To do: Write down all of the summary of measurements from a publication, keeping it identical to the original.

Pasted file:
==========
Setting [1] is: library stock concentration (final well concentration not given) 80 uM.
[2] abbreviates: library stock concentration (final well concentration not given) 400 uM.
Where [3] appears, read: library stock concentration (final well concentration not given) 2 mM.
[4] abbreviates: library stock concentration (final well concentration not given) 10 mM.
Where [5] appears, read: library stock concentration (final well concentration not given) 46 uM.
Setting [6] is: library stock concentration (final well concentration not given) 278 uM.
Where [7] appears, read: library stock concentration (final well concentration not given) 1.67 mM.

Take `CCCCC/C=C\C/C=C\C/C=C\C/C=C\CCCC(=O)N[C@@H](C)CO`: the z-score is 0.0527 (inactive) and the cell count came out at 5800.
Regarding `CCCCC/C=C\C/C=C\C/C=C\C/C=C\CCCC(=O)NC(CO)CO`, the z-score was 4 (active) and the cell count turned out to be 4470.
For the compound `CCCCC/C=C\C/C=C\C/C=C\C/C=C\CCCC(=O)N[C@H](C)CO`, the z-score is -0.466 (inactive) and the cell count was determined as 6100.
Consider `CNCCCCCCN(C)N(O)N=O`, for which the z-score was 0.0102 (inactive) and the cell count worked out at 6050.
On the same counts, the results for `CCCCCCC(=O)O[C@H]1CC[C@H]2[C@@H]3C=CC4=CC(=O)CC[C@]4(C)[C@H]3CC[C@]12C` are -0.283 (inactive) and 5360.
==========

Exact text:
Setting [1] is: library stock concentration (final well concentration not given) 80 uM.
[2] abbreviates: library stock concentration (final well concentration not given) 400 uM.
Where [3] appears, read: library stock concentration (final well concentration not given) 2 mM.
[4] abbreviates: library stock concentration (final well concentration not given) 10 mM.
Where [5] appears, read: library stock concentration (final well concentration not given) 46 uM.
Setting [6] is: library stock concentration (final well concentration not given) 278 uM.
Where [7] appears, read: library stock concentration (final well concentration not given) 1.67 mM.

Take `CCCCC/C=C\C/C=C\C/C=C\C/C=C\CCCC(=O)N[C@@H](C)CO`: the z-score is 0.0527 (inactive) and the cell count came out at 5800.
Regarding `CCCCC/C=C\C/C=C\C/C=C\C/C=C\CCCC(=O)NC(CO)CO`, the z-score was 4 (active) and the cell count turned out to be 4470.
For the compound `CCCCC/C=C\C/C=C\C/C=C\C/C=C\CCCC(=O)N[C@H](C)CO`, the z-score is -0.466 (inactive) and the cell count was determined as 6100.
Consider `CNCCCCCCN(C)N(O)N=O`, for which the z-score was 0.0102 (inactive) and the cell count worked out at 6050.
On the same counts, the results for `CCCCCCC(=O)O[C@H]1CC[C@H]2[C@@H]3C=CC4=CC(=O)CC[C@]4(C)[C@H]3CC[C@]12C` are -0.283 (inactive) and 5360.